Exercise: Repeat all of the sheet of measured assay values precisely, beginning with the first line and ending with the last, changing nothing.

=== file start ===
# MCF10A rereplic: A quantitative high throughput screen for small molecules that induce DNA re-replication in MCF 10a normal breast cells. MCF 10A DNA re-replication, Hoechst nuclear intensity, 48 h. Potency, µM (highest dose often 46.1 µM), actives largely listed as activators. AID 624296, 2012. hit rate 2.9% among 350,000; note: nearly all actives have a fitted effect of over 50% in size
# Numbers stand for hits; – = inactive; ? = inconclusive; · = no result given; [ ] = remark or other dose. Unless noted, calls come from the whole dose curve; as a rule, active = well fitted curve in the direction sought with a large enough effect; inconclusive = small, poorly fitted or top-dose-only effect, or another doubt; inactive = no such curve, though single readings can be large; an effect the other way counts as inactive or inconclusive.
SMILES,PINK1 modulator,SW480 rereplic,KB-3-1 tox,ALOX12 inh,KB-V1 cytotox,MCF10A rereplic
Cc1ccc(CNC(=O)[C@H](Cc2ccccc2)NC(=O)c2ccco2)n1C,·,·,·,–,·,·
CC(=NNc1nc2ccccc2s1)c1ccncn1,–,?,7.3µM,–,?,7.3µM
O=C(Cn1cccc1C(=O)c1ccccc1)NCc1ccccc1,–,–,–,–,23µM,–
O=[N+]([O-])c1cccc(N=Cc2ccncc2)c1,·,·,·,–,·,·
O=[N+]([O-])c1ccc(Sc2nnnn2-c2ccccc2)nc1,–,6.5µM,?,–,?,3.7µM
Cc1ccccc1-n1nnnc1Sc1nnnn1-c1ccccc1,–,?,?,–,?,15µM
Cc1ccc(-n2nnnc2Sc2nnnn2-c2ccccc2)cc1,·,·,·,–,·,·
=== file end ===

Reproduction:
# MCF10A rereplic: A quantitative high throughput screen for small molecules that induce DNA re-replication in MCF 10a normal breast cells. MCF 10A DNA re-replication, Hoechst nuclear intensity, 48 h. Potency, µM (highest dose often 46.1 µM), actives largely listed as activators. AID 624296, 2012. hit rate 2.9% among 350,000; note: nearly all actives have a fitted effect of over 50% in size
# Numbers stand for hits; – = inactive; ? = inconclusive; · = no result given; [ ] = remark or other dose. Unless noted, calls come from the whole dose curve; as a rule, active = well fitted curve in the direction sought with a large enough effect; inconclusive = small, poorly fitted or top-dose-only effect, or another doubt; inactive = no such curve, though single readings can be large; an effect the other way counts as inactive or inconclusive.
SMILES,PINK1 modulator,SW480 rereplic,KB-3-1 tox,ALOX12 inh,KB-V1 cytotox,MCF10A rereplic
Cc1ccc(CNC(=O)[C@H](Cc2ccccc2)NC(=O)c2ccco2)n1C,·,·,·,–,·,·
CC(=NNc1nc2ccccc2s1)c1ccncn1,–,?,7.3µM,–,?,7.3µM
O=C(Cn1cccc1C(=O)c1ccccc1)NCc1ccccc1,–,–,–,–,23µM,–
O=[N+]([O-])c1cccc(N=Cc2ccncc2)c1,·,·,·,–,·,·
O=[N+]([O-])c1ccc(Sc2nnnn2-c2ccccc2)nc1,–,6.5µM,?,–,?,3.7µM
Cc1ccccc1-n1nnnc1Sc1nnnn1-c1ccccc1,–,?,?,–,?,15µM
Cc1ccc(-n2nnnc2Sc2nnnn2-c2ccccc2)cc1,·,·,·,–,·,·